In this lesson, students learn how redlining connects to tree equity and racial justice.
Step 1 - Inquire: Students learn definitions of redlining and systemic racism and explore the Mapping Inequality tool.
Step 2 - Investigate: Students explore the connection between redlining and tree equity.
Step 3 - Inspire: Students share their new knowledge, discuss possible solutions to environmental inequality, and complete a written reflection.
This lesson provides a clear story between redlining in the 1930s and environmental injustice seen today.
This lesson shows students a tangible effect of systemic racism.
Students are given voice and choice in this lesson.
Students are empowered to think about solutions to environmental injustice.
Students should have some basic understanding that racism exists whether one perpetrates individual racist acts or not.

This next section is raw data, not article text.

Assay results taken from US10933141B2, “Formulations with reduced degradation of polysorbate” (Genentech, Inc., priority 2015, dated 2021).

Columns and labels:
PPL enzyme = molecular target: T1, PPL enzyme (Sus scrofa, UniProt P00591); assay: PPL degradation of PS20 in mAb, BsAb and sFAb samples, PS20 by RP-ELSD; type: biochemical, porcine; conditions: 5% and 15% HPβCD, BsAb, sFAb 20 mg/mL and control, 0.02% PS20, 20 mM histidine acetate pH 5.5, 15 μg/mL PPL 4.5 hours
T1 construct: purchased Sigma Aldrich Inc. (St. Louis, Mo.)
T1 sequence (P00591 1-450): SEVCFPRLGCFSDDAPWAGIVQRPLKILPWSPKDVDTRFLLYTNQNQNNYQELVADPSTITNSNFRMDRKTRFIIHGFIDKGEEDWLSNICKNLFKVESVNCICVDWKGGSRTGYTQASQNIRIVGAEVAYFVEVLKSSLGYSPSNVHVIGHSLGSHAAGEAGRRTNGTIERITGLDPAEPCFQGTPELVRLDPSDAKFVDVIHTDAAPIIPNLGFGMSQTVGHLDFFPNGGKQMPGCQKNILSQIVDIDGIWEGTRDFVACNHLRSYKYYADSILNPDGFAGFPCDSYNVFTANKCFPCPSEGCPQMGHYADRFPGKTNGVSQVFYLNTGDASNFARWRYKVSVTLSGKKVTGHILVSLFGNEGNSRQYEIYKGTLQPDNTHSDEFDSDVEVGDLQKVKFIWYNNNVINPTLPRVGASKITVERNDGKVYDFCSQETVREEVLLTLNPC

Students should have some basic understanding that systems or policies can be racist.
Extension activities can have students explore other forms of environmental injustice stemming from redlining. Examples include health issues, air pollution, urban heat, industrial pollution, water quality, etc.
Student groups can pair up to compare and contrast different regions in New Jersey.
Students can research policies or movements in addressing redlining in New Jersey.
Students can research the relationship between redlining and voter suppression.
This lesson introduces the concepts of redlining, tree equity, and environmental racism to students. It walks students through the history of these practices and how the effects of these policies are still seen today. The links all provide detailed information about where their data is from and have been reviewed for accuracy. This resource is recommended for teaching.
This resource addresses the listed standards. To fully meet standards, search for more related resources.